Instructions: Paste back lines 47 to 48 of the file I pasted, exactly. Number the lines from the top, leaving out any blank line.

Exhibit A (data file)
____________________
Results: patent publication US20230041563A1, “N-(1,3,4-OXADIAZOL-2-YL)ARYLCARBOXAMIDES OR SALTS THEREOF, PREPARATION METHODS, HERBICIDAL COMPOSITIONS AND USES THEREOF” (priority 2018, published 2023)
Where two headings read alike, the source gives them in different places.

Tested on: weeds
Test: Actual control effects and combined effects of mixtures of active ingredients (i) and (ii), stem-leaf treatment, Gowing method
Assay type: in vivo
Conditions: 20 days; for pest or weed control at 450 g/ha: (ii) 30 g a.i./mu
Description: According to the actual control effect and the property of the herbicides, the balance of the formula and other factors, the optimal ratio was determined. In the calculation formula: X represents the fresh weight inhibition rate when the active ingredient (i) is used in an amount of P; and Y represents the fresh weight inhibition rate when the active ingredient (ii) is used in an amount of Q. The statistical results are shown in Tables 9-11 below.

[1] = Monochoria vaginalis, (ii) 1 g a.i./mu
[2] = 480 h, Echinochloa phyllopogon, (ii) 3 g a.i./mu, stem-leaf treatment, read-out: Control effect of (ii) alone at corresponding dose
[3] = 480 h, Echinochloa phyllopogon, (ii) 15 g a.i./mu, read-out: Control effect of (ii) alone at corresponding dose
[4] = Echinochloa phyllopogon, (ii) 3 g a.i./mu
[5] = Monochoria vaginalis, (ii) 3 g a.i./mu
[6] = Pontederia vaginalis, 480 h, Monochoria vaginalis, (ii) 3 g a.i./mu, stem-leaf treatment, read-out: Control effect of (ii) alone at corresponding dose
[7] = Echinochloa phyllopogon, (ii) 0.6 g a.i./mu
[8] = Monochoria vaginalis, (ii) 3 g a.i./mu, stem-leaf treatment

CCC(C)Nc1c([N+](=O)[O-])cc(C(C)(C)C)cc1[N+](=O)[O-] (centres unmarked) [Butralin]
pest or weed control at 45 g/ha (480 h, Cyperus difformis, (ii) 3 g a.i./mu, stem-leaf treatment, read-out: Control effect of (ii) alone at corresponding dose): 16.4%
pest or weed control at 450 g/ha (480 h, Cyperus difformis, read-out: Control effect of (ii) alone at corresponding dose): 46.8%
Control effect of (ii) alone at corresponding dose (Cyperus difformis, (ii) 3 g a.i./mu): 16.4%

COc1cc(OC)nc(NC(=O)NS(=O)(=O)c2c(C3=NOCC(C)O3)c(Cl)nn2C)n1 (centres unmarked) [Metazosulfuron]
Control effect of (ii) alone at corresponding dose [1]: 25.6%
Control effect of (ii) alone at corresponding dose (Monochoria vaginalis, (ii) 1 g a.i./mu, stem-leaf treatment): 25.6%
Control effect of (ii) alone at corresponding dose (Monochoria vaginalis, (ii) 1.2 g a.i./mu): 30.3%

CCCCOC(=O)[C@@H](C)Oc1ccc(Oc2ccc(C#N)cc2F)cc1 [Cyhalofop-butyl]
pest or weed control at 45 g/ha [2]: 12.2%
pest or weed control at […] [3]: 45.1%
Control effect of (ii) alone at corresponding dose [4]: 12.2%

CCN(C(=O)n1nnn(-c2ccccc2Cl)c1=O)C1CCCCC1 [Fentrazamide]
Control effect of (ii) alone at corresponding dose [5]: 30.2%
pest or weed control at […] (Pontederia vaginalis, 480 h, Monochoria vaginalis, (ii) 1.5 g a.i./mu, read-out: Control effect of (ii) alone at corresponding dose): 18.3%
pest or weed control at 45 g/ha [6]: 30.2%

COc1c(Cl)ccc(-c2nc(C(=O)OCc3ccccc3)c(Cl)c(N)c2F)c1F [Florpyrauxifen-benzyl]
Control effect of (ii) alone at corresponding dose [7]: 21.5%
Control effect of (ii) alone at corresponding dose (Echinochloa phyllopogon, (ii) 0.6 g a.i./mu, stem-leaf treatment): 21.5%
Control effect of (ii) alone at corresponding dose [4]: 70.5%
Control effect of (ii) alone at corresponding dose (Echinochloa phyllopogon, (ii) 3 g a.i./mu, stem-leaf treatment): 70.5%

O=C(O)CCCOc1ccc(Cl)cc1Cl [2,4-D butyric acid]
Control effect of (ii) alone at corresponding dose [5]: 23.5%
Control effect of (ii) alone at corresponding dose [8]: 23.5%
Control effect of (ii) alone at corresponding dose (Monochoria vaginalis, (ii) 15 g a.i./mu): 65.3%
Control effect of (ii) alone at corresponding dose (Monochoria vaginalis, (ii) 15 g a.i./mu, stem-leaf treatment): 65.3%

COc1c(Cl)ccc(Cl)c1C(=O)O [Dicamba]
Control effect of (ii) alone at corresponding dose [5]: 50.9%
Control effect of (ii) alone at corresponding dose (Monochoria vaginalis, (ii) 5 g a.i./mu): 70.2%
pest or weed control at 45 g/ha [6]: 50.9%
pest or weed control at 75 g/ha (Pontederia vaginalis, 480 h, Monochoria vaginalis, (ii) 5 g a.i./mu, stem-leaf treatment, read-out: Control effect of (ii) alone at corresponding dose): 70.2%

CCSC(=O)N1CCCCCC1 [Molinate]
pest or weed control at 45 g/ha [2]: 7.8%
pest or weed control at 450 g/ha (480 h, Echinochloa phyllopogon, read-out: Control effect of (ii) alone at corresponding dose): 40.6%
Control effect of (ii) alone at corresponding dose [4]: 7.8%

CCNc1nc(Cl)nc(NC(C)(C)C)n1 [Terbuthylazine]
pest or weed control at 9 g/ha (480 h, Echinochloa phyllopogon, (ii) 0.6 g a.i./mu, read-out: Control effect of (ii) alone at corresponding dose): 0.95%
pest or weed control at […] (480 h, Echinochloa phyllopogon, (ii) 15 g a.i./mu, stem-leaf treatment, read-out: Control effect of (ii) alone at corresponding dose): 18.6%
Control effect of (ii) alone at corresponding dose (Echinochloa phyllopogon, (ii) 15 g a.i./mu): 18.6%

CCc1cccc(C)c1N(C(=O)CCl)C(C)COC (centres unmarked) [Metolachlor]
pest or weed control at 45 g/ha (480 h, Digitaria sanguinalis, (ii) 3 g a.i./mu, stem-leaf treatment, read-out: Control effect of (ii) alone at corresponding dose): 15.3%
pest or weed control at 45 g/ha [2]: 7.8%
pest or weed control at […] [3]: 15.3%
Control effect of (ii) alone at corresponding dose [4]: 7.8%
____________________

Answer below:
CCSC(=O)N1CCCCCC1 [Molinate]
pest or weed control at 45 g/ha [2]: 7.8%